Earlier this week, Microsoft announced that the Xbox Series X and S. would be able to apply HDR to older games on the new hardware.
The more game developers add HDR support to their games, the more noticeable it becomes that older titles have passed it on. So Microsoft has been working on new technologies that will allow older titles to run on next-generation hardware, with HDR applied automatically.
As Microsoft mentioned, the new consoles automatically convert SDR to HDR without losing the game’s “original artistic”
If you want to find out more about how HDR works, here is a brief overview: HDR increases the contrast and color range of compatible televisions and monitors – this is what the acronym “High Dynamic Range” stands for. This means that lighter things are lighter and darker things are darker. Colors ‘pop’ more. Everything is a little more alive.
You can see how the Auto HDR works in the video above. The French Youtuber has two screens behind him; one with SDR technology and one with HDR technology.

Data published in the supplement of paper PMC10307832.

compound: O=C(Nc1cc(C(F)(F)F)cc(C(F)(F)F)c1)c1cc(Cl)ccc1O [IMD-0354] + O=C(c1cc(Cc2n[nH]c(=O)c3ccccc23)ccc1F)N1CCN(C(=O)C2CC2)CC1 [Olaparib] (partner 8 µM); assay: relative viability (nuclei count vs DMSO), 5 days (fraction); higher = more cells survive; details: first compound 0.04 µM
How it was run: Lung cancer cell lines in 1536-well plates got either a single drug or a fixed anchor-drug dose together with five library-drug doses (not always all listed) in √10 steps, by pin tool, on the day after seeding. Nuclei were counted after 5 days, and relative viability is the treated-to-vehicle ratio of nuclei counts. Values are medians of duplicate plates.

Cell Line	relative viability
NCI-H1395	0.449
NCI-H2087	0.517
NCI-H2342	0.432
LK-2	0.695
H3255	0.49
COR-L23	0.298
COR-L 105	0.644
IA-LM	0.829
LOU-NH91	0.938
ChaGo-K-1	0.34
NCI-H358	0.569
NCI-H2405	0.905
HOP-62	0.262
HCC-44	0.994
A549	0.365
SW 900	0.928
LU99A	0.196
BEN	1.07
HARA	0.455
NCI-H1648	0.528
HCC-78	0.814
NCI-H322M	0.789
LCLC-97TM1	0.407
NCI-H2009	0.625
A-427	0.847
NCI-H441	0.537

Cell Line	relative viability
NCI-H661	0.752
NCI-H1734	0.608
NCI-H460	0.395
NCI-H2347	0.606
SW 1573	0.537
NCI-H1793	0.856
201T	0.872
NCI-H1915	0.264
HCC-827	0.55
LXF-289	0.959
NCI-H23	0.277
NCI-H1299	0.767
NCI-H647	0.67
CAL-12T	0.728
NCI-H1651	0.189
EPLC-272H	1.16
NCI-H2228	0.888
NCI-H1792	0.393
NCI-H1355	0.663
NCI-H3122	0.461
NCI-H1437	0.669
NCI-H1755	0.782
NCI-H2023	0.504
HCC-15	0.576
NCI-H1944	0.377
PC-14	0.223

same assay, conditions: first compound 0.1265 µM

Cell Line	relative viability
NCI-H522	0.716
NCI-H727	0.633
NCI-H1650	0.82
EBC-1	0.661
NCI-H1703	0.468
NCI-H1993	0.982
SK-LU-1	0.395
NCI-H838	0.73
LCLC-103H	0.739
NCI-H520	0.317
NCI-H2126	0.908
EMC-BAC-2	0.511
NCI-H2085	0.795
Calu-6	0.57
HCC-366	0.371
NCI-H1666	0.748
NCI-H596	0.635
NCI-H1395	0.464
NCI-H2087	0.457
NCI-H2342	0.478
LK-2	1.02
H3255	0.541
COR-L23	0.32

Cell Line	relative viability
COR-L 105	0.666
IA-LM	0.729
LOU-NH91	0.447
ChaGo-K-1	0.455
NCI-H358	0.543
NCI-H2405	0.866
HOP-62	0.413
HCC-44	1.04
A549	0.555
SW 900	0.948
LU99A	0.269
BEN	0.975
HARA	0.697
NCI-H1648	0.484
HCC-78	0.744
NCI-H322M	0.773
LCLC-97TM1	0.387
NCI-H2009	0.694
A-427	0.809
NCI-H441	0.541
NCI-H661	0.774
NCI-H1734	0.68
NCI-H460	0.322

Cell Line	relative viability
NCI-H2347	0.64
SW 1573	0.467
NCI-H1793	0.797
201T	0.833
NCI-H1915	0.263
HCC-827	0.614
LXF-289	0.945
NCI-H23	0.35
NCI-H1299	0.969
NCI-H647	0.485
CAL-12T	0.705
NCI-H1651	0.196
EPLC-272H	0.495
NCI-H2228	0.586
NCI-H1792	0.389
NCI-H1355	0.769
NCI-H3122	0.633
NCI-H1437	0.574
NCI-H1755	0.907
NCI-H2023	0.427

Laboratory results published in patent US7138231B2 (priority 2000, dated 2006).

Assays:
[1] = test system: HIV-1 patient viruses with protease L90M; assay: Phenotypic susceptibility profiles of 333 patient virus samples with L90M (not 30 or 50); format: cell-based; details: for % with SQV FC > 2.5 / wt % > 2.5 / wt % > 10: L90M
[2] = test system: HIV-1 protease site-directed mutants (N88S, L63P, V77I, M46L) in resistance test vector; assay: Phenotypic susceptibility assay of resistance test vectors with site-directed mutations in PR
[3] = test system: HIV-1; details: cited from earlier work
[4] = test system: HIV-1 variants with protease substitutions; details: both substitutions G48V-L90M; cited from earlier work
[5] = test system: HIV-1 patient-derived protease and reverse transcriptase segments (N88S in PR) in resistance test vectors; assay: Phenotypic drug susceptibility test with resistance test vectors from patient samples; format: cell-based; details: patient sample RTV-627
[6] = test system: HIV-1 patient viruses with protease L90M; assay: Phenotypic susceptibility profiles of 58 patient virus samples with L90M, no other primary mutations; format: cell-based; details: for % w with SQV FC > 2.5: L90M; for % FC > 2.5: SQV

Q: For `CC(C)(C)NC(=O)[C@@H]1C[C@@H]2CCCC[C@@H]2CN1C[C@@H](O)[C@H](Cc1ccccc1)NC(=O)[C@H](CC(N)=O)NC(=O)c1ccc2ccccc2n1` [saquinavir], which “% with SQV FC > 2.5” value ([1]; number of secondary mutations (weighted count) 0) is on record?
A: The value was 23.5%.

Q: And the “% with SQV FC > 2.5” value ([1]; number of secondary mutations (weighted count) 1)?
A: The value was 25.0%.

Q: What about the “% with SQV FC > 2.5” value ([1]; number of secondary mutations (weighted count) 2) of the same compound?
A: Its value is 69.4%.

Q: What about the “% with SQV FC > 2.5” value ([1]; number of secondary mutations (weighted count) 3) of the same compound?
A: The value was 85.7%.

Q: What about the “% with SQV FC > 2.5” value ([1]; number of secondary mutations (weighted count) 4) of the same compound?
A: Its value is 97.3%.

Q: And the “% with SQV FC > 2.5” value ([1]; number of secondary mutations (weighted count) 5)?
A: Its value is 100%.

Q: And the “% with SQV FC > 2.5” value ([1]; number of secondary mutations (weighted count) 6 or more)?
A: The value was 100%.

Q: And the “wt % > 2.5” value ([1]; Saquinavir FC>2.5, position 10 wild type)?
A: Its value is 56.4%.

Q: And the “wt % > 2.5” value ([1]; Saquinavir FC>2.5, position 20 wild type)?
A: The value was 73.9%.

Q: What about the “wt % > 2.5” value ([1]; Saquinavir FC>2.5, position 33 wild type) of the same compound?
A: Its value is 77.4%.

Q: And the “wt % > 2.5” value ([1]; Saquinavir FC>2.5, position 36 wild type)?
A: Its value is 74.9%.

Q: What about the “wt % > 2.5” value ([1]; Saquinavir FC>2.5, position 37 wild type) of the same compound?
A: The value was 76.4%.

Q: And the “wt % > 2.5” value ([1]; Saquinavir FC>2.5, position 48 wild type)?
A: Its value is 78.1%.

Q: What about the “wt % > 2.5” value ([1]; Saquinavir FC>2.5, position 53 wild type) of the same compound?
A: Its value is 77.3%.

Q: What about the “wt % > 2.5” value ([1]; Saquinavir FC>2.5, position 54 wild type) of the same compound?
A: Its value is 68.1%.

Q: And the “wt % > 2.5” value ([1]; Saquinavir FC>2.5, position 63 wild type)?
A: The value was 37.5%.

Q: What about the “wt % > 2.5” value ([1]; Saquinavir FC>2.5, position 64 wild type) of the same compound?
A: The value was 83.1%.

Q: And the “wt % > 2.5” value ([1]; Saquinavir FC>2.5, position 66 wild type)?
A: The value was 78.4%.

According to other articles published today – like this article on Polygon – the Xbox Series X has an HDR calibration app that anyone with a compatible TV should run the first time they set up their console.
Once that’s set up, the console can apply Auto-HDR to older games. For example, the following video (courtesy of Jeff Grubb and EvilBoris) shows how much different it makes to older games.
Depending on your outlook, something like Auto HDR on Xbox, Xbox 360, or Xbox One games might not be that big a deal.
However, you can’t deny that Microsoft has made a number of tools available to gamers that make playing on the latest generation of hardware a very attractive option: Microsoft’s recent announcement to upload Xbox 360 cloud storage to your new hardware, is proof of that.